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## Fluid Mechanics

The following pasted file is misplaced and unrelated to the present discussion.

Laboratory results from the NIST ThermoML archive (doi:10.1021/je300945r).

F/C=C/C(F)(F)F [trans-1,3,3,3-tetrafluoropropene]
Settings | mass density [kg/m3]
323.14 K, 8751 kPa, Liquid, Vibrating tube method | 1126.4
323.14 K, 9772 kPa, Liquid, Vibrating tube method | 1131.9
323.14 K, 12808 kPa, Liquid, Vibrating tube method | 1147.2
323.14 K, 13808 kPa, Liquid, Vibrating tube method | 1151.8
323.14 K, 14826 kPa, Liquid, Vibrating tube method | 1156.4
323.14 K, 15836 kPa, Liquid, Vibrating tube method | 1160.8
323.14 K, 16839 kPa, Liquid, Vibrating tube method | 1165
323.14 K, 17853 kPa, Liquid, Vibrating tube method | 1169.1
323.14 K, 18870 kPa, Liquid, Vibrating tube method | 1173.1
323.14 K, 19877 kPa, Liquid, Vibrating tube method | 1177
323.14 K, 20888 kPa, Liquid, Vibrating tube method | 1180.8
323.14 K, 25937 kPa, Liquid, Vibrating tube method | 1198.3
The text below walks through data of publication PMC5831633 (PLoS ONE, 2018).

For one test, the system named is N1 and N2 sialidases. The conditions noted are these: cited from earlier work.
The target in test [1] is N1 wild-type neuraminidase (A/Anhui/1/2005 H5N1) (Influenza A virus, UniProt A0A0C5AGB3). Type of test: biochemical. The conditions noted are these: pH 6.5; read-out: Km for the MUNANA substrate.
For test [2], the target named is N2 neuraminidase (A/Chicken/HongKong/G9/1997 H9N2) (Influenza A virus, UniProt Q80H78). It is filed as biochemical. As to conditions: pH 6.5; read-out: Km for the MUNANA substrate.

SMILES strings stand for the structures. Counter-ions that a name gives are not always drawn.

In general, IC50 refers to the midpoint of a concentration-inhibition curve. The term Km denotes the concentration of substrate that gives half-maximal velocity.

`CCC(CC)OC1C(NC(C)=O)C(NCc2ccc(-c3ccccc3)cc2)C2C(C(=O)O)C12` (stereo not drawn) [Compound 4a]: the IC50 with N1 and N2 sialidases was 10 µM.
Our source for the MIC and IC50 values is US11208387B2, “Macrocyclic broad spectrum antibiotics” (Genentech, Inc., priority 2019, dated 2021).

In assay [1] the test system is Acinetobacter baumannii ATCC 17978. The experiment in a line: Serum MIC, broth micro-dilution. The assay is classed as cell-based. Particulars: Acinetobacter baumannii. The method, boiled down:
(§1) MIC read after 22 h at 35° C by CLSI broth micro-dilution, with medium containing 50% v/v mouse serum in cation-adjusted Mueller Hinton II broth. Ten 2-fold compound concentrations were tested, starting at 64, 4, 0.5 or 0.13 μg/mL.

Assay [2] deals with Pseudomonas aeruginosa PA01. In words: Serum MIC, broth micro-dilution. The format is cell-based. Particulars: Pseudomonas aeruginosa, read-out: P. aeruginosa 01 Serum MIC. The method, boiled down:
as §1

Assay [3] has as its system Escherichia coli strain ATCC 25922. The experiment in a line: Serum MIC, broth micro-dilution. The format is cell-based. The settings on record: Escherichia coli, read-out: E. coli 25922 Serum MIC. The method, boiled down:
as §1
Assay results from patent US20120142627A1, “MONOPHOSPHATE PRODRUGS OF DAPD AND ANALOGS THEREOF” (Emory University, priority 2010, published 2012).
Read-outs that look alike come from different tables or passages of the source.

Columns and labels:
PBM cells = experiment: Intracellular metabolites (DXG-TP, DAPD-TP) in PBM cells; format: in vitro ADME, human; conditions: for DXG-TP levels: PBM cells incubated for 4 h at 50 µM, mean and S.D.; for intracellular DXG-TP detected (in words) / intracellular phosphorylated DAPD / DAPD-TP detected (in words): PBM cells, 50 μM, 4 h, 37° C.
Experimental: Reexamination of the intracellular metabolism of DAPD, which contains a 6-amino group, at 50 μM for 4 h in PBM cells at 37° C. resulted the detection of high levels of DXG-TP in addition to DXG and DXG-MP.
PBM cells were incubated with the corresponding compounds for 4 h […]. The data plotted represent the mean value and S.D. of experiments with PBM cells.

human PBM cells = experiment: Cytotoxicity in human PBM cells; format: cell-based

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**Fluid Mechanics**AP Physics**Fluid**A continuous, amorphous substance whose molecules move freely past one another and that has the tendency to assume the shape of its container; a liquid or gas ~The American Heritage® Dictionary of the English Language, Fourth Edition. • Fluid Statics – study of fluids at rest • Fluid Dynamics – study of fluids in motion**Density**• Mass per unit Volume • Symbols: ρ and occasionally D • Units: kg/m3, g/cm3, etc.**Specific Gravity**Density relative to water. For example:**Pressure**• Force per unit Area**Air in the Room**The surface area of this room is approximately 1200 ft2 (111.5 m2) and the height of the ceilings are ?. If this room was completely filled with only air (ρ = 1.2 kg/m3) how much mass would be in the room as a result of the air? If the air pressure in the room is 1 atm (1.013 x 105 Pa) what would be the total force on the floor from the weight of the air?**Variation of Pressure with Depth**Fluids have mass that cannot be ignored so pressure increases with depth. This equation only applies to situations when the density of the fluid stays relatively constant. It only applies to gases (which are compressible) over short vertical distances. Po ρ h P**Free Diving Records**The world record for the “No-limit” free dive is 214 m set by Herbert Nitsch in June 2007. As a result Herbie is known as the “Deepest Man on Earth.” If the density of ocean water is ρ = 1025 kg/m3 what is the pressure that Herbie experienced at the bottom of his dive? [Assume the pressure at the surface of the water is 1 atm = 101,300 Pa]**Submerged Block**A tank open to the atmosphere (with atmospheric pressure p) is filled to a height L with a liquid of density ρ as shown in the diagram. A block of density D (D < ρ) and dimensions x, y, and z is attached to the bottom of the tank by a string so that its top surface is a distance h from the surface of the liquid. What is the force due to pressure on the top of the block? bottom of the block? front of the block?**Mercury Barometer**A mercury barometer consists of a long glass tube, closed at one end, that has been filled with mercury (ρ = 13.6 x 103 kg/m3) and then inverted in a dish of mercury. The space above the mercury column is almost a perfect vacuum. Compute the atmospheric pressure on a day when the height of mercury in a barometer is 76.0 cm. [A barometer is a device used to measure air pressure.] h = 0 Po = 0 h mercury P = Patm**Pascal’s Law**Pressure applied to an enclosed fluid is transmitted undiminished to every portion of the fluid and the walls of the containing vessel. The pressure depends only on depth; the shape of the container does not matter. Increasing Po in the cylinder will increase the pressure throughout the cylinder. Po ρ h P**Hydraulic Lift**Suppose a hydraulic lift has a small cylindrical piston with radius 5 cm and a larger piston with radius 20 cm. The mass of a car placed on the larger piston is 1000 kg. • If the two pistons are at the same height, what force must be applied to the small piston to keep the car in the air? • How far must the small piston move down to lift the car through a height of 0.10 m?**Gauge Pressure**If the pressure in a car tire is atmospheric pressure, the tire is flat. The pressure has to be greater than atmospheric pressure to support the car. When you check the pressure and your gauge reads 32 psi (220 kPa) that means the tire pressure is 32 psi greater than atmospheric, or really 47 lb/in2 (psi). [Remember atmospheric pressure is ~15 psi]**Solar Power**A solar water-heating system uses solar panels on the roof, 12 m above the storage tank. The pressure at the level of the panels is 1 atm. What is the absolute pressure at the top of the tank? [1 atm = 1.01 x 105 Pa] What is the gauge pressure at the top of the tank? Follow-up question: At what distance below the panels is the gauge pressure equal to 1 atm?**Archimedes Principle**When an object is completely or partially immersed in a fluid, the fluid exerts an upward force on the object equal to the weight of the fluid that is displaced by the object. This upward force is called the buoyant force. Fbuoy x mg**Submerged Block Revisited**A tank open to the atmosphere (with atmospheric pressure p) is filled to a height L with a liquid of density ρ as shown in the diagram. A block of density D (D < ρ) and dimensions x, y, and z is attached to the bottom of the tank by a string so that its top surface is a distance h from the surface of the liquid. What is the total force due to pressure on the block? What is the tension in the string? If the string is cut, how long would it take for the top of the block to reach the surface?**Submerged Sphere**A hollow plastic sphere is held below the surface of a freshwater lake ( = 1000 kg/m3) by a cord anchored to the bottom of the bottom of the lake. The sphere has a volume of 0.650 m3 and the tension in the cord is 900 N. • Calculate the buoyant force exerted by the water on the sphere. • What is the mass of the sphere? • The cord breaks and the sphere rises to the surface. When the sphere comes to rest, what fraction of its volume will be submerged?**Fluid Statics Recap**• Density is mass per unit volume • Pressure is force per unit area • Pressure varies with depth • Archimedes’ Principe: fluid exerts an upward force on the object equal to the weight of the fluid that is displaced by the object**Fluid Dynamics: Fluid Flow**2 Kinds of Fluid Flow 1. Laminar Flow – every particle that passes a particular point moves exactly along the smooth path followed by the particles that passed that point earlier (stream line) 2. Turbulent Flow – irregular fluid flow (eddy currents) Laminar Flow Video**Ideal Fluids**• The fluid is nonviscous…viscous means to have relatively high resistance to flow • The fluid is incompressible…its density stays constant • The fluid motion is in a steady-state meaning that the velocity, density, and pressure at each point in the fluid do not change in time • The fluid moves without turbulence…laminar flow**Continuity Equation**In steady state, the rate at which fluid mass moves through a tube with a single entry point and a single exit point remains the same, even if the cross section of the tube varies. A2 v2 A1 v1 Δx2 Δx1**Oil Pipe**The figure below shows a portion of a pipe for oil with rectangular cross sections. If the flow speed at the bottom is v, what is the flow speed at the top?**Pressure: Fluid Flow & Area**When a horizontal pipe is constricted, fluid speeds up. This means that there must be some acceleration and therefore some net force. anet vwide Fnarrow vnarrow > vwide Fwide Fnarrow = PnarrowA Fwide = PwideA**Pressure: Fluid Flow and Depth**In a static fluid pressure was dependent on depth. The same holds true for a fluid that is in motion as long as the cross sectional area remains constant. Lower Pressure h Higher Pressure**Bernoulli’s Equation**Combining the effects of pressure changes and gravity into the work energy theorem results in a relationship known as Bernoulli’s equation. In the steady-state flow of an ideal fluid of density ρ, the following equation is true along a streamline: When using the equation for two points on the same streamline the equation is: Notice the similarities to conservation of energy. It looks like there are K and U terms in the equation.**Venturi U-tube**The figure below shows a pipe with a Venturi U-tube attached to it. Fluid of density ρ1 flows through the pipe from point X to point Y. The cross sectional area of the pipe at point X is A1, and the cross sectional area at Y is A2. The pressure at X is P, and the velocity of the fluid there is v. The U-tube is filled with a fluid of density ρ2. Express your answers in terms of all of the above values and necessary constants. Determine the velocity of the fluid at point Y. Determine the pressure at point Y. Determine the pressure at point W. Find h.**Air Flow: Lift Force & The Curveball**The lift force that allows an airplane to take flight can be explained by Bernoulli’s equation…or can it? “When a solid body is placed in a fluid flow and a nonsymmetrical situation occurs the direction of the force on the body does not coincide with the direction of the (undisturbed) flow. This principle makes flying possible.” High Pressure v The curve ball can be explained by Bernoulli’s equation. FoilSimb\Ball.html F Low Pressure**Filling the Bathtub**Water enters a house through a pipe with an inside diameter of 2.0 cm at a gauge pressure of 4.0 x 105 Pa (about 4 atm, or 60 lb/in2). The cold-water pipe leading to the second-floor bathroom 5.0 m above is 1.0 cm in diameter. Find the flow speed and gauge pressure in the bathroom when the flow speed at the inlet pipe is 2.0 m/s. How much time is required to fill a 100 L bathtub?**Hole in the Water Tank**A cylindrical tank of radius R is filled to a depth L with a fluid of density ρ. A hole of radius r (less than R) is punctured in the side of the tank a distance h from the top. Express your answers in terms of R, r, L, h, ρ, and g. What is the ratio of the rate at which the level of the fluid in the tank is decreasing to the speed of the fluid emerging from the hole? What is the speed of the fluid emerging from the hole? Determine the distance between the base of the cylinder and the point where the fluid strikes the floor. Another hole is punctured at a distance h2 from the surface, where h2 is not equal to h. Determine h2 such that the water coming from there lands at the same point as the fluid from the first hole.